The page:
Nellie Spindler

Nellie Spindler

Nellie Spindler was born in Wakefield, a small city in Yorkshire, England. She’s the eldest daughter of George and Elizabeth, has two younger sisters, Lillie and Mary, and a brother, Edward. Her father was a police sergeant. Nellie is educated as a nurse in the Leeds Hospital. From November 1915 she works as a nurse in the military hospital of Lichfield, a town in the West Midlands.

Nellie Spindler

In May 1915, she left for the front line. She became a staff nurse in No.44 Casualty Clearing Station (CCS), an evacuation hospital that at that time was located in Brandhoek, a township near Poperinge, beside the road to Ypres. There were strong objections to Brandhoek as a hospital location. It was too close to the front line and was, moreover, surrounded by ammunition and supply depots. Not a very tranquil location, in other words.

The incessant clamour of bombardments didn’t help the patients’ mood either, while the nearby depots were obvious targets. On 21 August 1917 Brandhoek was hit by German artillery shells. Nellie Spindler was hit by a schrapnel and died that same day. After the bombardment Brandhoek was evacuated. The 321 patients and the body of Nellie Spindler were transported to Lijssenthoek, where it was placed in the mortuary. The next day, Nellie Spindler was buried with full military honours. Her fellow nurses, meanwhile, were on their way to Saint-Omer.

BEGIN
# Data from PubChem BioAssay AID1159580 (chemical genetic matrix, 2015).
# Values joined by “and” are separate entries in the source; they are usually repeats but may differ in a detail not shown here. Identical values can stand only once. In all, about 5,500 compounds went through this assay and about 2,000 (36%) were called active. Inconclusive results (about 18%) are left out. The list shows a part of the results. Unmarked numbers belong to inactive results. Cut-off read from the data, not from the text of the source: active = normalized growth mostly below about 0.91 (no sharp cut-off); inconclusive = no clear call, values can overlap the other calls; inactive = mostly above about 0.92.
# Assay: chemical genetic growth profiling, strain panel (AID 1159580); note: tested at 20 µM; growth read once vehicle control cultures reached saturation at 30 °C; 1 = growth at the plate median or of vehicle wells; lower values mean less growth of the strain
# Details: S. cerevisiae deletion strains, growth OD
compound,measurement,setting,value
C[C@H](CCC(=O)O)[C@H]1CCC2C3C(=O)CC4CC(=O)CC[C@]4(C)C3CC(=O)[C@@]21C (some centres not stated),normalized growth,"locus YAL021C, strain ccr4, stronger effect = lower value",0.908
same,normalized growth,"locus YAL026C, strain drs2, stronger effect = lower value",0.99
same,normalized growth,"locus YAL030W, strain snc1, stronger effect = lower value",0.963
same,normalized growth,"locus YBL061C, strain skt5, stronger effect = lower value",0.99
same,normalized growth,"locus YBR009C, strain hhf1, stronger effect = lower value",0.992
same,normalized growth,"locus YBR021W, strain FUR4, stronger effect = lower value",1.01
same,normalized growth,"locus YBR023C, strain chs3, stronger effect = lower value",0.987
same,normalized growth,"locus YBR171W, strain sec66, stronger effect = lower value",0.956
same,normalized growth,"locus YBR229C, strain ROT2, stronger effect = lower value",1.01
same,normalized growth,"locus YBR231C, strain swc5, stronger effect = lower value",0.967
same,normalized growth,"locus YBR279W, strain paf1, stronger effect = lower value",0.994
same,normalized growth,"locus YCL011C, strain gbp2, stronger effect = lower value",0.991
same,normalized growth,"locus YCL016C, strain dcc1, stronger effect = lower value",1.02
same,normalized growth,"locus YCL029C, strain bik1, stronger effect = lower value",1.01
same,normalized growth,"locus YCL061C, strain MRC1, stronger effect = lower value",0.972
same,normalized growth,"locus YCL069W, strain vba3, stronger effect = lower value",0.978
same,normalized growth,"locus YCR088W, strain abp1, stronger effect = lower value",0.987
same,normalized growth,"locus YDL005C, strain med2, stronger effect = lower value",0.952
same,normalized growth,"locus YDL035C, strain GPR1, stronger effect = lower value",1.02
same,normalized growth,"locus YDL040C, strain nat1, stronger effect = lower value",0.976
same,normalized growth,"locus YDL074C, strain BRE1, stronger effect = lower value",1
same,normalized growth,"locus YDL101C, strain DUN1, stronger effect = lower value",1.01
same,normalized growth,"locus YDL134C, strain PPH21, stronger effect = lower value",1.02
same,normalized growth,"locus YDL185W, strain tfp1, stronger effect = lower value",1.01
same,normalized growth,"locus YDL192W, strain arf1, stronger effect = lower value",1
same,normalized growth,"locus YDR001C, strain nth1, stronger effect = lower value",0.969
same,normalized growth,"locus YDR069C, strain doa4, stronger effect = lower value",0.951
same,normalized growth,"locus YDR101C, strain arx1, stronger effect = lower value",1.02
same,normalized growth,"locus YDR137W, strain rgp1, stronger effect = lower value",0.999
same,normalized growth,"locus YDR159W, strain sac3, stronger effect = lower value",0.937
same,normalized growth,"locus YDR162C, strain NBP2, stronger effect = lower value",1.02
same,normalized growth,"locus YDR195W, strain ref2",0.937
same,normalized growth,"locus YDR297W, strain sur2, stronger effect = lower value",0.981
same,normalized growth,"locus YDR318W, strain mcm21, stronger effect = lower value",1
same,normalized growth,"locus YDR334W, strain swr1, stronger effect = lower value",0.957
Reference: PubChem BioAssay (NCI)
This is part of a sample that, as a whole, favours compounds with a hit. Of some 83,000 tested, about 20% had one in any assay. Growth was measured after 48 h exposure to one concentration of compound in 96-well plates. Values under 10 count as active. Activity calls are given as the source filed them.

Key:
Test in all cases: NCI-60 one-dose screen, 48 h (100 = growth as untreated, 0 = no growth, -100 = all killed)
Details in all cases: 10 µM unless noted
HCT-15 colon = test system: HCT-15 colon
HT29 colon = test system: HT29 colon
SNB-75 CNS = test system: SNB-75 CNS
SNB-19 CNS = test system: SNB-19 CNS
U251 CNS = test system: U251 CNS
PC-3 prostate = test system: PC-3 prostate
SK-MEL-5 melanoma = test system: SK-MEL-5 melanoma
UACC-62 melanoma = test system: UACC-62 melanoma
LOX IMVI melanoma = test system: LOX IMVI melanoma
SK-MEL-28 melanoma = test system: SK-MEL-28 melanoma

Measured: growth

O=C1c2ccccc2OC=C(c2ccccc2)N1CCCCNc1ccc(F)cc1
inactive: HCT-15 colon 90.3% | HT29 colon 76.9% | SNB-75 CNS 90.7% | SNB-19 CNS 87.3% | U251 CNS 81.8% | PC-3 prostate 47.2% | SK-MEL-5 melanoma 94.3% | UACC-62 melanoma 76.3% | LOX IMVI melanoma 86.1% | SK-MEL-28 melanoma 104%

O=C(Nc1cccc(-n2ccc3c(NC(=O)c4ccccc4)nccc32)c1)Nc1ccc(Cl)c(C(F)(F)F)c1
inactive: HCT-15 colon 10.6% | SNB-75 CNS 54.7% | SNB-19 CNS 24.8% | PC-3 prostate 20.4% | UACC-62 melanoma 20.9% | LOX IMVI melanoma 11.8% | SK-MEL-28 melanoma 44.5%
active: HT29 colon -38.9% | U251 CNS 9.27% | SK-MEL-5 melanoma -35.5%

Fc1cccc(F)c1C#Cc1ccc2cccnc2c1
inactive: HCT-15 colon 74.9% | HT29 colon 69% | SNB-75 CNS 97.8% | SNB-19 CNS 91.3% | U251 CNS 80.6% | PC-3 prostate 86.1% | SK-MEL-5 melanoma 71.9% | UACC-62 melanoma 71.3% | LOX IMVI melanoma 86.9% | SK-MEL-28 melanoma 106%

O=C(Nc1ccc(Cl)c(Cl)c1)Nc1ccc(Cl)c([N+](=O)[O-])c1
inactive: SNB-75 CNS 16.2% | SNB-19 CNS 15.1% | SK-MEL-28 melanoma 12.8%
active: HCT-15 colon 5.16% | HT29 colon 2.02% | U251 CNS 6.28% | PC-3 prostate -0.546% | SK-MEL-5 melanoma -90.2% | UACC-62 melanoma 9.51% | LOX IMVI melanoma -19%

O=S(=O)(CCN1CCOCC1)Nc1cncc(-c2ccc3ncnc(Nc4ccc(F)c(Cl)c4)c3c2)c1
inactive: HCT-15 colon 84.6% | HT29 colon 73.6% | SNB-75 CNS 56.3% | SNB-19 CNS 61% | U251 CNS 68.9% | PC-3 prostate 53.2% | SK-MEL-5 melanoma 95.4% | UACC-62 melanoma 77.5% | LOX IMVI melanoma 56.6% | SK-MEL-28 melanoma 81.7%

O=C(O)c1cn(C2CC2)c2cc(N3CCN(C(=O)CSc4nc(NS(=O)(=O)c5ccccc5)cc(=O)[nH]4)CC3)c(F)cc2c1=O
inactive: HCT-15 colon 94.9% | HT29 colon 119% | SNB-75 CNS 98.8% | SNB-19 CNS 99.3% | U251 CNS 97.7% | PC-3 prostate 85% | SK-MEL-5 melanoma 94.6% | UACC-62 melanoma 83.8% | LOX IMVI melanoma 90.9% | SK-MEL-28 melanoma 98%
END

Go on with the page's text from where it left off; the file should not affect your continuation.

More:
She is the only woman buried between more than 10,800 men at Lijssenthoek Cemetery.

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Flanders Fields

In Flanders fields the poppies blow / Between the crosses, row on row
These lines by poet and soldier John McCrae describe the horrors of the First World War. Some of the war’s bloodiest battles were fought in the Westhoek. One million soldiers died, were injured or went missing. Entire cities and villages were wiped off the map.

Tyne Cot Cemetery ©Westtoer